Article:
Monster's Insulin Primer!


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Ok, lets have a look at insulin.
Its highly anabolic and non-androgenic, and in case some of you are in the dark (I'd like to think we're all clear on anabolic versus androgenic, but ya never know) I'll briefly touch on the subject before diving in... if youre ok on anabolic/androgenic concepts, skip to the INSULIN part...


ANABOLIC is defined as "The process of constructive metabolism" or of building complex substances out of simple substances.
The way your body processes protien, carbohydrates, and fat (all simple substances) and makes muscle (a complex substance) is ANABOLISM.

ANDROGENIC is basically defined as pertaining to male sex characteristics.


"Steroids" are actually called "Anabolic Androgenic Steroids." They accomplish "anabolism" through "anabolic" pathways, some being more androgenic (testosterone esters) and some less (winstrol, anavar, primobolan, ect...).
Most often, with reduced androgenic properties comes reduced anabolic properties, but it isnt always cut and dry. If anyone is interested I'll go into it another time, but lets head toward the insulin topic.

INSULIN: NonAndrogenic but Anabolic

Insulin is NOT a sex hormone. It is not related in any way to testosterone, or to estrogen for that matter. It is a product of the pancreas as opposed to testosterone which is a product of the HPTA, pituitary, gonadal, leydig, mishmash of interconnected glands...


So why is insulin anabolic then? Insulin is a partitioning agent. A "shuttle" if you will.
Picture insulin as a bus. Nutrients board the bus, and insulin pulls away and drops off the nutrients at the proper bus stop. That is basically what it does, and for all intents and purposes that is everything you need to know to understand how it works.
So by insulin shuttling these nutrient where they need to go, it enables anabolism and is therefor anabolic!


Well, the amount of carbs you would need to take in to increase natural insulin levels to the degree a 10 i.u. shot would would be far more dangerous than using insuiln (and using insulin is NOT that hard OR dangerous).
Carbs at that level would eventually lead to diabetes and fat gains.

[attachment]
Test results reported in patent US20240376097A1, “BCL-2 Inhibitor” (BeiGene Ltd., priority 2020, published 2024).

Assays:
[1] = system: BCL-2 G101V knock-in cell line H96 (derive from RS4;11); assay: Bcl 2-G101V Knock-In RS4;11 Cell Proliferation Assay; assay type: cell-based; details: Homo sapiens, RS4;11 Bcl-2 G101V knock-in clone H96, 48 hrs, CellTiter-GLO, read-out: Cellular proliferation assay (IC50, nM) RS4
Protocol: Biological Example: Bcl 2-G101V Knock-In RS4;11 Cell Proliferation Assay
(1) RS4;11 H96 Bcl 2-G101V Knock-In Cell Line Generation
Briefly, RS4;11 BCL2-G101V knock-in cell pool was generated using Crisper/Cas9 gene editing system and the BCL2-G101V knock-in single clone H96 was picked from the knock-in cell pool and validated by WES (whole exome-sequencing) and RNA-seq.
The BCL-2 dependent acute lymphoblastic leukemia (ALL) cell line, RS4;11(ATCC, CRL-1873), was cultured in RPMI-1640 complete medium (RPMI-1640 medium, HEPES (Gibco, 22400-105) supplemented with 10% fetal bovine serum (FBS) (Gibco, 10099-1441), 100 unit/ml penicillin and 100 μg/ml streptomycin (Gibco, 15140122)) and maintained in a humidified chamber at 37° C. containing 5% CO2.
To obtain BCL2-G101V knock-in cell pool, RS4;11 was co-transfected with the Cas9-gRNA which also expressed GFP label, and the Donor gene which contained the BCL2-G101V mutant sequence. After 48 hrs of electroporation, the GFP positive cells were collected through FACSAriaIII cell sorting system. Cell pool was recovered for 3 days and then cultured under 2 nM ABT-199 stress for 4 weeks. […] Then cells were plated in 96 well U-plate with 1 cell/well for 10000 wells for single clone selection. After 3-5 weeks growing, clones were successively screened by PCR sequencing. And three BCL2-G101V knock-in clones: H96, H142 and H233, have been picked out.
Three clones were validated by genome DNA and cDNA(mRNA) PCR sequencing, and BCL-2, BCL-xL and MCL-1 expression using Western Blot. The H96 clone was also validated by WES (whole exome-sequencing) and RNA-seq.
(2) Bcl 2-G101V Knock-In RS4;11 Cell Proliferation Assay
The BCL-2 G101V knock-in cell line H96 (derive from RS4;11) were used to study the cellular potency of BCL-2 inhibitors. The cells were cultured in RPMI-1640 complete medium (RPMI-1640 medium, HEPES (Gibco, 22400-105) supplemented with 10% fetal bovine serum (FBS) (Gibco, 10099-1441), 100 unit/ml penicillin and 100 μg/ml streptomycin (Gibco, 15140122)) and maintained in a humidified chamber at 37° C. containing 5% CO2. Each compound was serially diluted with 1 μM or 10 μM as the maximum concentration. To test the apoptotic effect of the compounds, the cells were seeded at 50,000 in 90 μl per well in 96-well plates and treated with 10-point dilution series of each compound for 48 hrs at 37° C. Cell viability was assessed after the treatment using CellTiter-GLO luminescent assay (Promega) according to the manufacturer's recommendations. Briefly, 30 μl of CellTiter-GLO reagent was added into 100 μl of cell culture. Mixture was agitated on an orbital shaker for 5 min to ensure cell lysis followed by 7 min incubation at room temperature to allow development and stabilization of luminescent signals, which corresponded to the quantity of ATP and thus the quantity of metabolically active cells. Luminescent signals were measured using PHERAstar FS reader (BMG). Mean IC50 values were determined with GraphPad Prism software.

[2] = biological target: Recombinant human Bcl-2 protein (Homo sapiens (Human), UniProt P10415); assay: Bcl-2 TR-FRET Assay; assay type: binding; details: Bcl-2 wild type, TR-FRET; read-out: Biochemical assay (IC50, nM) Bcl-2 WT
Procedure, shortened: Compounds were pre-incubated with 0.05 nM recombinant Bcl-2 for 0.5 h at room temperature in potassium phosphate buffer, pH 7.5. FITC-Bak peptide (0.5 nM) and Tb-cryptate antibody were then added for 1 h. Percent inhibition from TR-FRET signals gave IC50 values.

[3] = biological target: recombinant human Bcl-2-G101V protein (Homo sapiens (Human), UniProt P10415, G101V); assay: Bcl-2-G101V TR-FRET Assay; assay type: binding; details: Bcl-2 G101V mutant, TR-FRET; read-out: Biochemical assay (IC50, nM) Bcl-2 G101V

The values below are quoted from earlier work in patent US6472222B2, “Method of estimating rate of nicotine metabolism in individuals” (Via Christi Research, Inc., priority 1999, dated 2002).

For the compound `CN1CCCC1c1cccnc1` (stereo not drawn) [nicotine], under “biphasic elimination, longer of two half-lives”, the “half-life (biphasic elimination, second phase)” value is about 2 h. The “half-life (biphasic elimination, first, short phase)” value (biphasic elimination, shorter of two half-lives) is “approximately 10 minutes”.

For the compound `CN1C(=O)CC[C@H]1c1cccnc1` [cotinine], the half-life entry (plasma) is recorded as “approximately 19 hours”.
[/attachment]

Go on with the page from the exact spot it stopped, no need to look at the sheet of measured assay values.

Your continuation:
If insulin is a bus taking nutrients where they need to go, then exogenous insulin is a bullet train! It can hold far more nutrients than a normal naturally produced burst of insulin can, and it works quicker. Exogenous insulin is the most efficient way to accomplish glycogen overcompensation, period.


Im a major supporter of fast acting insulin. The faster the better!
Currently he fastest acting insulin available is Humalog. It is active in 15 minutes, peaks in 1 hour and clears the system around 2 hours.
Next would be Humalin-R. It is active in about 30 minutes, peaks at the 2 hour mark, and clears the system at the 4 hour mark.
"Biophasics" are mixtures of fast and slow acting insulins, but are not the best choice in my opinion, due to an active dose being in you throughout the day. The reason you dont want that will be covered in the "HOW DO I USE IT" section.
There are also Humalin-L and Humalin-S, but they are long acting, and are no more use to me than the Biophasics. There are also porccine and bovine derived insulin, but I am against injecting animal derived substances.


Im going to assume we want to avoid any fat gains at all. Even bulking I dont like to gain any unneccesary fat, so Im going to disuss it from that stand point.
The ultra conservative time to use insulin is post-workout. Most people who are concerned about fat dont go over 10 i.u. as a total dose.
Some people us it on waking, before breakfast, since your body is in a basically carb depleted state. Its the kind of thng you have to try for yourslef, and if it works for you, do it. If you thnk youre gaining fat, stop. BUT! Dont start it at both times at once. Make sure you get your post workout dosage worked out and that you know it is not causing you any fat gains before you try pre-breakfast shots. That way you can take out all the guess work as to where any fat gains may come from.